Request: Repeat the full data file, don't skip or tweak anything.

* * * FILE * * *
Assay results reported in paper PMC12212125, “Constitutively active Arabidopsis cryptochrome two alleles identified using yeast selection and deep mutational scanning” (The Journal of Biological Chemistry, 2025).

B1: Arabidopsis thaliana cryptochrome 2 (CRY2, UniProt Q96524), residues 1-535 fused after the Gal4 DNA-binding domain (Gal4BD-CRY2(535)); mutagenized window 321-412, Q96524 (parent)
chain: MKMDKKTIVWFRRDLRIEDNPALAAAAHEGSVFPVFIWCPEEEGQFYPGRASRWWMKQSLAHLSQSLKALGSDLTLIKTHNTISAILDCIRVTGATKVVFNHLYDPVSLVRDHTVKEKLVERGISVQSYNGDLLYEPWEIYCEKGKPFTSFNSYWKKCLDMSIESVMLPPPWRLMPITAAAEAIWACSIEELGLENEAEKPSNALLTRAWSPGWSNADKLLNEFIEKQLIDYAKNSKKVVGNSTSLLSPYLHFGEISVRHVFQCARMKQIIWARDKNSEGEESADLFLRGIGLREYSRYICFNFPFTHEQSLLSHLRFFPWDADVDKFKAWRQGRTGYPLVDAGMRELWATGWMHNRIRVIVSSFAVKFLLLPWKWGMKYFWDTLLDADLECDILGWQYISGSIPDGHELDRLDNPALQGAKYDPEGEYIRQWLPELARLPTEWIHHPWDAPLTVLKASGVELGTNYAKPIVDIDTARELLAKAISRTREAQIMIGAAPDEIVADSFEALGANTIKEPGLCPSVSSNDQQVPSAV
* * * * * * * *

Assay results reported in paper PMC12212125, “Constitutively active Arabidopsis cryptochrome two alleles identified using yeast selection and deep mutational scanning” (The Journal of Biological Chemistry, 2025).

B1: Arabidopsis thaliana cryptochrome 2 (CRY2, UniProt Q96524), residues 1-535 fused after the Gal4 DNA-binding domain (Gal4BD-CRY2(535)); mutagenized window 321-412, Q96524 (parent)
chain: MKMDKKTIVWFRRDLRIEDNPALAAAAHEGSVFPVFIWCPEEEGQFYPGRASRWWMKQSLAHLSQSLKALGSDLTLIKTHNTISAILDCIRVTGATKVVFNHLYDPVSLVRDHTVKEKLVERGISVQSYNGDLLYEPWEIYCEKGKPFTSFNSYWKKCLDMSIESVMLPPPWRLMPITAAAEAIWACSIEELGLENEAEKPSNALLTRAWSPGWSNADKLLNEFIEKQLIDYAKNSKKVVGNSTSLLSPYLHFGEISVRHVFQCARMKQIIWARDKNSEGEESADLFLRGIGLREYSRYICFNFPFTHEQSLLSHLRFFPWDADVDKFKAWRQGRTGYPLVDAGMRELWATGWMHNRIRVIVSSFAVKFLLLPWKWGMKYFWDTLLDADLECDILGWQYISGSIPDGHELDRLDNPALQGAKYDPEGEYIRQWLPELARLPTEWIHHPWDAPLTVLKASGVELGTNYAKPIVDIDTARELLAKAISRTREAQIMIGAAPDEIVADSFEALGANTIKEPGLCPSVSSNDQQVPSAV